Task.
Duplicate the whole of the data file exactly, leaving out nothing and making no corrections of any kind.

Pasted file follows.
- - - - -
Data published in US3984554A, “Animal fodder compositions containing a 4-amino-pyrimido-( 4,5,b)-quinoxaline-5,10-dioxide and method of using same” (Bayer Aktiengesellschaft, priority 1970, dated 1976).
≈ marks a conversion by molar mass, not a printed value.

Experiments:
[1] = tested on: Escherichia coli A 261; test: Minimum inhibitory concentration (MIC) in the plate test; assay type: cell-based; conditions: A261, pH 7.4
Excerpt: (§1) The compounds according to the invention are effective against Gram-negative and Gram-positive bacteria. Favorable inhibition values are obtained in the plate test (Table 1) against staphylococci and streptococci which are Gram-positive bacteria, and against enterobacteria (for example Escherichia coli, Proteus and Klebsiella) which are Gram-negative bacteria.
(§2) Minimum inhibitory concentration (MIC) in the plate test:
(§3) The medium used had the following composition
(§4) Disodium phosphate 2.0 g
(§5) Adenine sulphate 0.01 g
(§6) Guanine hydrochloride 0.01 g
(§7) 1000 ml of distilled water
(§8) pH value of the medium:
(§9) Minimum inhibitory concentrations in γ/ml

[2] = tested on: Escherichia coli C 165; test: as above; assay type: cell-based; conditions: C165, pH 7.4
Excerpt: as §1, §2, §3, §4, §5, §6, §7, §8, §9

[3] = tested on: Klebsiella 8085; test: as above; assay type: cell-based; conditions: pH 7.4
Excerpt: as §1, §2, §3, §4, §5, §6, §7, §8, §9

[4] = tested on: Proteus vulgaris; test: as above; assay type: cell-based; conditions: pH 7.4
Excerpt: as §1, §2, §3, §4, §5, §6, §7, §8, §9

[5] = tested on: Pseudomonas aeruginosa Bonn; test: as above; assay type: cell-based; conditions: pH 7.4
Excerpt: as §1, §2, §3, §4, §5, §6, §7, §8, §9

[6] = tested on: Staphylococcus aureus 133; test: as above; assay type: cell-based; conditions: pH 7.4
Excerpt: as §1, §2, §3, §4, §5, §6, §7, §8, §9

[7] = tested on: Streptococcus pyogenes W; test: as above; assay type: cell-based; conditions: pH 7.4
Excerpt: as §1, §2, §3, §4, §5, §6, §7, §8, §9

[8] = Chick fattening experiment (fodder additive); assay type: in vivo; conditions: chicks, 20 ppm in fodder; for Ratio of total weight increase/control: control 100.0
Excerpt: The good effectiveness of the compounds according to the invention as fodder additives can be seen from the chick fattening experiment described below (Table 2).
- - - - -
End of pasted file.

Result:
Data published in US3984554A, “Animal fodder compositions containing a 4-amino-pyrimido-( 4,5,b)-quinoxaline-5,10-dioxide and method of using same” (Bayer Aktiengesellschaft, priority 1970, dated 1976).
≈ marks a conversion by molar mass, not a printed value.

Experiments:
[1] = tested on: Escherichia coli A 261; test: Minimum inhibitory concentration (MIC) in the plate test; assay type: cell-based; conditions: A261, pH 7.4
Excerpt: (§1) The compounds according to the invention are effective against Gram-negative and Gram-positive bacteria. Favorable inhibition values are obtained in the plate test (Table 1) against staphylococci and streptococci which are Gram-positive bacteria, and against enterobacteria (for example Escherichia coli, Proteus and Klebsiella) which are Gram-negative bacteria.
(§2) Minimum inhibitory concentration (MIC) in the plate test:
(§3) The medium used had the following composition
(§4) Disodium phosphate 2.0 g
(§5) Adenine sulphate 0.01 g
(§6) Guanine hydrochloride 0.01 g
(§7) 1000 ml of distilled water
(§8) pH value of the medium:
(§9) Minimum inhibitory concentrations in γ/ml

[2] = tested on: Escherichia coli C 165; test: as above; assay type: cell-based; conditions: C165, pH 7.4
Excerpt: as §1, §2, §3, §4, §5, §6, §7, §8, §9

[3] = tested on: Klebsiella 8085; test: as above; assay type: cell-based; conditions: pH 7.4
Excerpt: as §1, §2, §3, §4, §5, §6, §7, §8, §9

[4] = tested on: Proteus vulgaris; test: as above; assay type: cell-based; conditions: pH 7.4
Excerpt: as §1, §2, §3, §4, §5, §6, §7, §8, §9

[5] = tested on: Pseudomonas aeruginosa Bonn; test: as above; assay type: cell-based; conditions: pH 7.4
Excerpt: as §1, §2, §3, §4, §5, §6, §7, §8, §9

[6] = tested on: Staphylococcus aureus 133; test: as above; assay type: cell-based; conditions: pH 7.4
Excerpt: as §1, §2, §3, §4, §5, §6, §7, §8, §9

[7] = tested on: Streptococcus pyogenes W; test: as above; assay type: cell-based; conditions: pH 7.4
Excerpt: as §1, §2, §3, §4, §5, §6, §7, §8, §9

[8] = Chick fattening experiment (fodder additive); assay type: in vivo; conditions: chicks, 20 ppm in fodder; for Ratio of total weight increase/control: control 100.0
Excerpt: The good effectiveness of the compounds according to the invention as fodder additives can be seen from the chick fattening experiment described below (Table 2).